Research in Progress: Successfully safeguarding the company reputation

May 29, 2018

Michele Ewing and Cheryl Ann Lambert

By Michele Ewing and Cheryl Ann Lambert, Kent State University

In 2017, Kay Jewelers was falsely accused of replacing customer diamonds with fake stones. New Balance received vocal white supremacist support because of a high-level executives’ falsified expression of support for Presidential policies. The CEO of PepsiCo was accused of rejecting customers who voted for Trump via an elaborately fictionalized quote.

We know from news reports that Kay, New Balance and PepsiCo issued public statements, news releases, and follow-up comments to reporters. What we don’t know is the decision-making strategies for each company response.

How do professional communicators successfully guide companies through fake news crises? We will consider this important question by conducting research entitled “Truth-telling trumps fake news: successfully safeguarding the company reputation.”

Fake news is misinformation that has the trappings of traditional news media, with the presumed associated editorial processes. Purveyors of fake news have exploited digital media by intentionally disseminating misinformation in platforms that reward trending, not necessarily truthful, stories. The ease with which fake news stories are created, manipulated and shared via social media alongside compelling visuals likely contributes to the flow of misinformation.

Industry professionals have offered practical advice for preventing, enduring and responding to fake news (here and here). For example, Weber Shandwick is marketing crisis simulation software to prepare companies for being caught in a social media crisis such as fake news. By interviewing professional communicators, we anticipate uncovering strategic insights about image restoration and impression management that complement scholarly research about crisis management.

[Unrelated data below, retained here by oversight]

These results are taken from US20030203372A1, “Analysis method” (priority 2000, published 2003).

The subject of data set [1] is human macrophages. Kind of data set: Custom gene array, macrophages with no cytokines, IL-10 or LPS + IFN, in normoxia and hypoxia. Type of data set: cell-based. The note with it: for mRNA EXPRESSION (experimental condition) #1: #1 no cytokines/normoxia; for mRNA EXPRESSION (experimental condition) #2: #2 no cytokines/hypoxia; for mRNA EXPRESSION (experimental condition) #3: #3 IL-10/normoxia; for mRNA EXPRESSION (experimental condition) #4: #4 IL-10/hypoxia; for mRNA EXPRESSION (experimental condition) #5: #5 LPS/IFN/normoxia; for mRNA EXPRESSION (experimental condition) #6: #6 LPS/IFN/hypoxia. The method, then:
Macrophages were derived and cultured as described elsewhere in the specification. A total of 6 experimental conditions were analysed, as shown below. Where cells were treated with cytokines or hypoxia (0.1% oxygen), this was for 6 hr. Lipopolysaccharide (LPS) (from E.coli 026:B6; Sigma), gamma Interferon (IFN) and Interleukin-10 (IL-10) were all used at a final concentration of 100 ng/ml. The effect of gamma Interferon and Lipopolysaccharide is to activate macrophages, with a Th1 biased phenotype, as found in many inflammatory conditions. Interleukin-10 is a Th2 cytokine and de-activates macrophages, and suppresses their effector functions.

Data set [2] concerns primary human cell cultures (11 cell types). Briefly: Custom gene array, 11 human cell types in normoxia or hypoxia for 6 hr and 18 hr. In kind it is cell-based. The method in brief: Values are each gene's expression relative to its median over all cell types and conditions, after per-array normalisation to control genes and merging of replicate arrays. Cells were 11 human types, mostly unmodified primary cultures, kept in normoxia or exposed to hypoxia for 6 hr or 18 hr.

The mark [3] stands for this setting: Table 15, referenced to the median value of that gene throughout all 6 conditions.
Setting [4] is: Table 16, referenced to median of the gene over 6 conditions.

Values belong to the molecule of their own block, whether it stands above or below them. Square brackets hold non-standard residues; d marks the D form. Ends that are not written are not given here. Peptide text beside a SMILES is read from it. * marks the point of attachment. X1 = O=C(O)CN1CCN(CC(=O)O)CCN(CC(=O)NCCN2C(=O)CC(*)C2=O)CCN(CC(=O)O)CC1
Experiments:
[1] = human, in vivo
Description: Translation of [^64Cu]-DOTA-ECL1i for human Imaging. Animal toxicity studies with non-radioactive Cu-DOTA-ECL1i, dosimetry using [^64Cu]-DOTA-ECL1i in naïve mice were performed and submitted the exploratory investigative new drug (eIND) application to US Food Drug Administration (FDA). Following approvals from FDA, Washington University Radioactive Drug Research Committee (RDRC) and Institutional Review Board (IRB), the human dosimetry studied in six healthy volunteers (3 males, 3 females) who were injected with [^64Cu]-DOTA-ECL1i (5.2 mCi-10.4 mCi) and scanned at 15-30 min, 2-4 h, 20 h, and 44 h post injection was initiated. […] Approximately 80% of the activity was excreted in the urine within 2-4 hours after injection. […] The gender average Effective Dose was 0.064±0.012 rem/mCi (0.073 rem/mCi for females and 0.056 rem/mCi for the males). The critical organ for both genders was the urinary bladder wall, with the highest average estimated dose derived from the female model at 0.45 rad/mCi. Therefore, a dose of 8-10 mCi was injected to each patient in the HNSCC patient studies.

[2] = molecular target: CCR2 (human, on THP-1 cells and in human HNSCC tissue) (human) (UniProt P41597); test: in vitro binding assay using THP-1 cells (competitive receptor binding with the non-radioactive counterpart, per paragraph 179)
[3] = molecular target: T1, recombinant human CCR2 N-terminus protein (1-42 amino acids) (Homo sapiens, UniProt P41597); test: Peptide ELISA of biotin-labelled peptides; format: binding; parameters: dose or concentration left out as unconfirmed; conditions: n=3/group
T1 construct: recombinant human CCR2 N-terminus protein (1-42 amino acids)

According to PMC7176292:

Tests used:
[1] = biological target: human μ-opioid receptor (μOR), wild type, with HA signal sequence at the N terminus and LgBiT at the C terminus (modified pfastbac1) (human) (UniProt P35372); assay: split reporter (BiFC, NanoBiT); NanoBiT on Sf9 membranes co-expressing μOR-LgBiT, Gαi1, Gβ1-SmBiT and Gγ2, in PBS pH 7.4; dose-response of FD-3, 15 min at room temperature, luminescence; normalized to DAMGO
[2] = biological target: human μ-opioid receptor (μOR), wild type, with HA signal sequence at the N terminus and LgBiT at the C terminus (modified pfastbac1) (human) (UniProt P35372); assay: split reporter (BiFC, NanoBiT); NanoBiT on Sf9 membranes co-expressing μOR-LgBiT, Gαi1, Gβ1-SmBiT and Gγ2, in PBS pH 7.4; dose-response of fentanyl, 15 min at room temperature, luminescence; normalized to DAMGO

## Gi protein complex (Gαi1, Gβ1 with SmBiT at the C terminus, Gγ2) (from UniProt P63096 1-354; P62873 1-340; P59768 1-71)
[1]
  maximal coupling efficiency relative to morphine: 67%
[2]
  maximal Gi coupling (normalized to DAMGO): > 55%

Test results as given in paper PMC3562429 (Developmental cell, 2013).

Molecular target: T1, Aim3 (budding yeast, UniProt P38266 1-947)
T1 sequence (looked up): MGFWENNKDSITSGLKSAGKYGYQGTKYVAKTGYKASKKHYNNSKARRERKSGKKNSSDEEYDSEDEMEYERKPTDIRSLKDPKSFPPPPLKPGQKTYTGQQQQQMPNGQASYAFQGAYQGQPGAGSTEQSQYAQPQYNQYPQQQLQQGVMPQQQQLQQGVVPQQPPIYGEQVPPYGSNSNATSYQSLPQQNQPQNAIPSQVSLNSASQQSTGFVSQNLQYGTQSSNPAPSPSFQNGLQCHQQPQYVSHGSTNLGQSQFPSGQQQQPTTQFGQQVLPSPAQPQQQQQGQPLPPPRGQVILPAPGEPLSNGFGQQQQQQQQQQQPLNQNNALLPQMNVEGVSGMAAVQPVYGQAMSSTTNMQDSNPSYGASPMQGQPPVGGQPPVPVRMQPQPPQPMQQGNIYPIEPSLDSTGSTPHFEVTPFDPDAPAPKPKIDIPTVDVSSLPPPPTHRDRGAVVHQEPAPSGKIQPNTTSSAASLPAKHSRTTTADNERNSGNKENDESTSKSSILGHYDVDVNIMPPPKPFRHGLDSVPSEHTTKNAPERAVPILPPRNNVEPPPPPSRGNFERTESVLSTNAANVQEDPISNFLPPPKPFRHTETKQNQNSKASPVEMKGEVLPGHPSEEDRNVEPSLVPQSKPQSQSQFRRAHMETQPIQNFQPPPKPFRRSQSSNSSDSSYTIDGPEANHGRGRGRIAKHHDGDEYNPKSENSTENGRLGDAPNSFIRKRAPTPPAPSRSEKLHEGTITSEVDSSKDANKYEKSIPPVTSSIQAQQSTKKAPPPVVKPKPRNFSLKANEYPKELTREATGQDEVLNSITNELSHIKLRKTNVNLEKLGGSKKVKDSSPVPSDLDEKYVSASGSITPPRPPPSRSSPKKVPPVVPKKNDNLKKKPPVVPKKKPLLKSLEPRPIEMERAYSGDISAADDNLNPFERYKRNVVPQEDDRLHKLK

In order to explore how public relations professionals have guided companies through fake news crises, we will conduct in-depth interviews with 15 corporate public relations professionals with at least five years of crisis communication experience who have played a key role in managing fake news accusations. These first-hand accounts should offer valuable crisis management lessons for corporate communicators charged with reputation management.


  • How do corporations avoid falling prey to fake news?
  • How do public relations professionals approach crises that originate from fake news?
  • What methods and metrics are used to evaluate communication strategies to manage a crisis involving fake news?

Responses to these and other questions could reveal insights about the use of corporate silence during fake news crises.

This study adds to research about para-crises, defined as publicly visible situations that that charges an organization with irresponsible or unethical behavior could escalate into a crisis. It also adds to image restoration discourse, a typology of five different message strategies that companies employ for the purposes of image restoration following an incident that is deemed offensive.


For further information on this study, email Michele Ewing at or Cheryl Ann Lambert at This project was supported by a Page/Johnson Legacy Scholar Grant from the Arthur W. Page Center.